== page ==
Paper 1 Revision

Why was reform needed?
Only charities were there to help the poor. People were dying because of malnourishment or illness. The only help the government gave the poor was the opportunity to go into a workhouse.
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What reforms were passed?
Children were given free school meals and medical inspections (along with any medicine they may need), the Pensions Act was introduced, and the People's National Insurance was introduced, along with the Labour Exchanges.
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How successful were the reforms?
The reforms were successful because they genuinely helped many children with food and medical health. However, some other aspects were not helpful - for example, the Labour Exchange was almost pointless, and the Pensions Act was over 70s.
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How did people react to the reforms?
The poorer people were grateful for the reforms - for example, free school meals for children meant that money could be spent somewhere else. However, the richer people were not so happy as their taxes were higher, as part of the People's Budget.
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Why did women want the vote?
Women wanted the vote because it meant that they could have a say in who was elected in the government. They felt that they had just as much right as the men did to vote, and they did not understand why they were not allowed to do something so simple
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Why weren't women given the vote?
They were not believed to be mature or sensible enough to be able to handle it. Men didn't believe that women were intellectual enough to know who to vote for, and also thought that women's opinions on anything were useless and not important.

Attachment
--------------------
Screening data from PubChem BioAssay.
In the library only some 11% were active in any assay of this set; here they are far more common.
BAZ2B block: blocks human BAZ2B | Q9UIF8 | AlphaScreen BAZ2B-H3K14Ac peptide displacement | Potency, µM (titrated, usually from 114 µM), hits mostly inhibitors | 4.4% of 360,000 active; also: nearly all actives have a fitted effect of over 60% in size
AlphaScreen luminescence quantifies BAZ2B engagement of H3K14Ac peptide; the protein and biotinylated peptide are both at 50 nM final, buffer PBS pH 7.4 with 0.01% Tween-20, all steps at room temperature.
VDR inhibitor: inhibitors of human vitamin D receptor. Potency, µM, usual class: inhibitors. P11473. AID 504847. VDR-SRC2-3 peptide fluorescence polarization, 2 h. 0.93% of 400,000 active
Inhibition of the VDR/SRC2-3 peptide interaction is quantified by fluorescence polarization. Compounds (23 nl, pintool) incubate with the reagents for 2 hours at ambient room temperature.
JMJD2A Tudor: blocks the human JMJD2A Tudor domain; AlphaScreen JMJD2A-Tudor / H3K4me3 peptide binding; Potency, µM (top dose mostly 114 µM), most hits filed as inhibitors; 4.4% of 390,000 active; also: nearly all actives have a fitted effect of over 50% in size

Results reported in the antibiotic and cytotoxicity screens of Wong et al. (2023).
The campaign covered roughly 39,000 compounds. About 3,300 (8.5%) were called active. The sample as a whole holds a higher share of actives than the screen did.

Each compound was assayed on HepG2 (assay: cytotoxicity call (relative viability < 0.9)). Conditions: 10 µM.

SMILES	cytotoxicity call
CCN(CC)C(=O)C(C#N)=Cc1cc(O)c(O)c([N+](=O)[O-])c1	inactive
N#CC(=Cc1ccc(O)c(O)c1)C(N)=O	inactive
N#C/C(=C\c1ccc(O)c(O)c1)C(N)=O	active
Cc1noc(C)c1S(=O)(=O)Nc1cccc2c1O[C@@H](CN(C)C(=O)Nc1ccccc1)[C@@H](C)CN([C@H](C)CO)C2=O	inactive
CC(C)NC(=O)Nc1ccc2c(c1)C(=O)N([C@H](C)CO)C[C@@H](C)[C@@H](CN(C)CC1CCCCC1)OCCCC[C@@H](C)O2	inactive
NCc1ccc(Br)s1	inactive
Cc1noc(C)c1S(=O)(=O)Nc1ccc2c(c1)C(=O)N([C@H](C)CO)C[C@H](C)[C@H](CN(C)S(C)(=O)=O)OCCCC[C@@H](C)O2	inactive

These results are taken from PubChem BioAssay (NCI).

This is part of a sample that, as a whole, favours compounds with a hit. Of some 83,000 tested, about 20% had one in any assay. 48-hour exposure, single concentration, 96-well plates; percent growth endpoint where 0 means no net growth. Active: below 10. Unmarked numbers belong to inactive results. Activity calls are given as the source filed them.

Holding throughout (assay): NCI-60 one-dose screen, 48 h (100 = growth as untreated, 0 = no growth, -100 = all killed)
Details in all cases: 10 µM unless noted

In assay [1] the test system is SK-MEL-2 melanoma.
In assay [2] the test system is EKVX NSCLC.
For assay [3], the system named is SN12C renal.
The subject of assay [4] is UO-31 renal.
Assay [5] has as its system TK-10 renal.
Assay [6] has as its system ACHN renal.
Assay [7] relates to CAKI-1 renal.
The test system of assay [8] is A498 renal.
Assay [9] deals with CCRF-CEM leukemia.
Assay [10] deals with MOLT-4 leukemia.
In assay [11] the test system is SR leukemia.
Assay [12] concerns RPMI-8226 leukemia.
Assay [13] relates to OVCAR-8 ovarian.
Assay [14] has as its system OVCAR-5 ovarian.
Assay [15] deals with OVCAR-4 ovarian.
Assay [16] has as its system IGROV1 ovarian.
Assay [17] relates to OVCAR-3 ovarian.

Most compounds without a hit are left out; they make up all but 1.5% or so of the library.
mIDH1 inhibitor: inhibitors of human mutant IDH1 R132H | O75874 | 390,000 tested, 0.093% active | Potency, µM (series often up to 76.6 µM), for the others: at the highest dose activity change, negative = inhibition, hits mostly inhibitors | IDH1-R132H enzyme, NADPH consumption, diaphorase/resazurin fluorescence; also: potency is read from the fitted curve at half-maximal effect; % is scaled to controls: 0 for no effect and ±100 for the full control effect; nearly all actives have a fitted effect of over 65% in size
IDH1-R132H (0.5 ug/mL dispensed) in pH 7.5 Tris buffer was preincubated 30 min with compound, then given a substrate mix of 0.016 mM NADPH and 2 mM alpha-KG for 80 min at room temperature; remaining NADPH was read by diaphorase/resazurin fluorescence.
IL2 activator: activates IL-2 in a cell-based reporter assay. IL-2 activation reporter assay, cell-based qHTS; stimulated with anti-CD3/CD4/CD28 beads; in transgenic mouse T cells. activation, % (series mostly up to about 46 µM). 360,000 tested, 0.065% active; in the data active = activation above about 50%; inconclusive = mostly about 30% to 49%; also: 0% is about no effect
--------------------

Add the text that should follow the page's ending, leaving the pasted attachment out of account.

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How effective were the tactics used?
The tactics used were very effective. Suffragettes were setting fire to mailboxes so men wouldn't receive their post, and going on hunger strike. Suffragists were signing petitions. All of this was to get the attention of the men and the government.
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Why did some women receive the vote?
Some women received the vote because they showed that they were helpful in the workplace during WW1. They were mature and intelligent enough to be able to carry out men's jobs when they were away, and proved that they weren't immature and excitable.
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How was Britain organised for war?
Britain organised itself for war by building battleships and making lots of artillery. More guns and ammunition were being made in the factories than ever, and the production of shells was sky-high.
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How did Britain raise an army?
Britain raised an army by putting up recruitment posters everywhere. Recruitment offices were set up in many towns across the country for volunteers to go to. Politicians made patriotic speeches which encouraged men to fight for their country.
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How was propaganda used?
There were many posters and flyers published to gain support for the war effort, many of which are still famous today. These posters played on the patriotic minds of men, women, and even children and young boys.
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How was rationing used in WW1? How was it effective?
Rationing meant that every family could only have a set amount of food every week. This actually worked to keep Britain in order during the war. If someone was caught doing anything illegal to do with rationing, there were very strict fines to pay.
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How did bombs/shelling affect Britain?
Hundreds of people were killed in Britain due to bombing raids by the Germans, and thousands more injured. Shells were dropped on towns on the eastern and southern side of Britain multiple times. There was no warning of these raids.
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Who were the Big Three and what were their aims?
Lloyd George, Clemenceau and Wilson. Clemenceau wanted to punish Germany severely, Lloyd George wanted to punish Germany but not awfully, and Wilson believed in no harsh punishments as the peace had to be kept.